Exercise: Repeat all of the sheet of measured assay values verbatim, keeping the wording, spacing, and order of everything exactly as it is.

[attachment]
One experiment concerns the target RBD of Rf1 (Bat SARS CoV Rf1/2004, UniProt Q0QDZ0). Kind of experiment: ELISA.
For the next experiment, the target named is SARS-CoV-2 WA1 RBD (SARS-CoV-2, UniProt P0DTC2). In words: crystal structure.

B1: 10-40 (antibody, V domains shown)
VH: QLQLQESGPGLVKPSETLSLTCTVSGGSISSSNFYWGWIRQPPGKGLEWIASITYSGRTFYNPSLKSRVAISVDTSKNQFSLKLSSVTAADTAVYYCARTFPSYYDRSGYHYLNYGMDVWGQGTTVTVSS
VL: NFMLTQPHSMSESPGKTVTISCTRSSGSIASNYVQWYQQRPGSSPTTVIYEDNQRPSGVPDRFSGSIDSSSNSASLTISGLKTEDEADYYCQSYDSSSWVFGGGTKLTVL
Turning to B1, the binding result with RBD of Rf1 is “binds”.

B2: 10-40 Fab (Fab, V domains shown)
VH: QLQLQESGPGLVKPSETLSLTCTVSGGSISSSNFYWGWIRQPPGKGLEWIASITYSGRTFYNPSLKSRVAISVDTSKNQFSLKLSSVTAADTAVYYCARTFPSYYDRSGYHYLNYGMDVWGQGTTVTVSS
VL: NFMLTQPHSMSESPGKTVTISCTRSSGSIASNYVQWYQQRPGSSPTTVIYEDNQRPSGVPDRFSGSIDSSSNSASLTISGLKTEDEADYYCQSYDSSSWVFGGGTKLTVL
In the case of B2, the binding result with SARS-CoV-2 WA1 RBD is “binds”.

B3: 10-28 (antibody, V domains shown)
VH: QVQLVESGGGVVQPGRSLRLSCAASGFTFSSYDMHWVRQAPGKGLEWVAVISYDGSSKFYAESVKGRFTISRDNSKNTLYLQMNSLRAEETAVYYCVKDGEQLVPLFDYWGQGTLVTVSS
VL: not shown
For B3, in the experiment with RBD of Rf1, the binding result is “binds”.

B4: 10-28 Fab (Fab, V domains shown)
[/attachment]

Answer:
One experiment concerns the target RBD of Rf1 (Bat SARS CoV Rf1/2004, UniProt Q0QDZ0). Kind of experiment: ELISA.
For the next experiment, the target named is SARS-CoV-2 WA1 RBD (SARS-CoV-2, UniProt P0DTC2). In words: crystal structure.

B1: 10-40 (antibody, V domains shown)
VH: QLQLQESGPGLVKPSETLSLTCTVSGGSISSSNFYWGWIRQPPGKGLEWIASITYSGRTFYNPSLKSRVAISVDTSKNQFSLKLSSVTAADTAVYYCARTFPSYYDRSGYHYLNYGMDVWGQGTTVTVSS
VL: NFMLTQPHSMSESPGKTVTISCTRSSGSIASNYVQWYQQRPGSSPTTVIYEDNQRPSGVPDRFSGSIDSSSNSASLTISGLKTEDEADYYCQSYDSSSWVFGGGTKLTVL
Turning to B1, the binding result with RBD of Rf1 is “binds”.

B2: 10-40 Fab (Fab, V domains shown)
VH: QLQLQESGPGLVKPSETLSLTCTVSGGSISSSNFYWGWIRQPPGKGLEWIASITYSGRTFYNPSLKSRVAISVDTSKNQFSLKLSSVTAADTAVYYCARTFPSYYDRSGYHYLNYGMDVWGQGTTVTVSS
VL: NFMLTQPHSMSESPGKTVTISCTRSSGSIASNYVQWYQQRPGSSPTTVIYEDNQRPSGVPDRFSGSIDSSSNSASLTISGLKTEDEADYYCQSYDSSSWVFGGGTKLTVL
In the case of B2, the binding result with SARS-CoV-2 WA1 RBD is “binds”.

B3: 10-28 (antibody, V domains shown)
VH: QVQLVESGGGVVQPGRSLRLSCAASGFTFSSYDMHWVRQAPGKGLEWVAVISYDGSSKFYAESVKGRFTISRDNSKNTLYLQMNSLRAEETAVYYCVKDGEQLVPLFDYWGQGTLVTVSS
VL: not shown
For B3, in the experiment with RBD of Rf1, the binding result is “binds”.

B4: 10-28 Fab (Fab, V domains shown)